Voices of the present and past : examining scholarly identity through the romances of William Shakespeare
Smith, Zachary Glenn.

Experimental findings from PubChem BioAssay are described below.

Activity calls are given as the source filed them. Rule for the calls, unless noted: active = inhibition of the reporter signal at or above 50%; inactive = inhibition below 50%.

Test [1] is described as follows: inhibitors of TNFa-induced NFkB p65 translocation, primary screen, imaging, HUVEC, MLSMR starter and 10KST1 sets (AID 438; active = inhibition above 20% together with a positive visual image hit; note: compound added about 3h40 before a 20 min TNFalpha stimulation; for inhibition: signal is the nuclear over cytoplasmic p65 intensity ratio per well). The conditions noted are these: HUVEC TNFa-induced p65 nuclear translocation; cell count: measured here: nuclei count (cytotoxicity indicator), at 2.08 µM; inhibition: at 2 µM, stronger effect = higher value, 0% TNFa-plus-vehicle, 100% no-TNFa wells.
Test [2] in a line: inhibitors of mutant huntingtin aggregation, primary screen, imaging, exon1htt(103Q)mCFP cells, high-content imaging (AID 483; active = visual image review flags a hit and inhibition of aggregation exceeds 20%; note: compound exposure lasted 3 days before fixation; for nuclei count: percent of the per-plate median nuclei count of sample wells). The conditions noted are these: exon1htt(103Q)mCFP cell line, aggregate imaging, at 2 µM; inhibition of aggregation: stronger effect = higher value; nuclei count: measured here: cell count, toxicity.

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The current academic climate has constructed a false binary between new-historicism and presentism. This thesis subverts the possibility of that binary distinction by pointing out that, according to the tenants of presentism, Shakespeare was a presentist before going on to illustrate how the notions of presentism can and must exist in relation with ideas of new-historicism rather than developing an illusionary dichotomy between the two. In this way, new-historicism and presentism become part of one conversation that helps the modern world to define itself rather than contradictory views of how to deal with the past. By seeing how Shakespeare put used history in order to define the present, in spite of his apparent efforts to separate the present entirely from the past, it becomes possible to see the present as in conversation with the past rather than separate from it. New-Historicism and presentism, then, exist within the same paradox, and, by recognizing this within the canonical figure of Shakespeare, scholarship can begin to work toward a unified conversation about how the present and the past define one another at the same time that they are separate.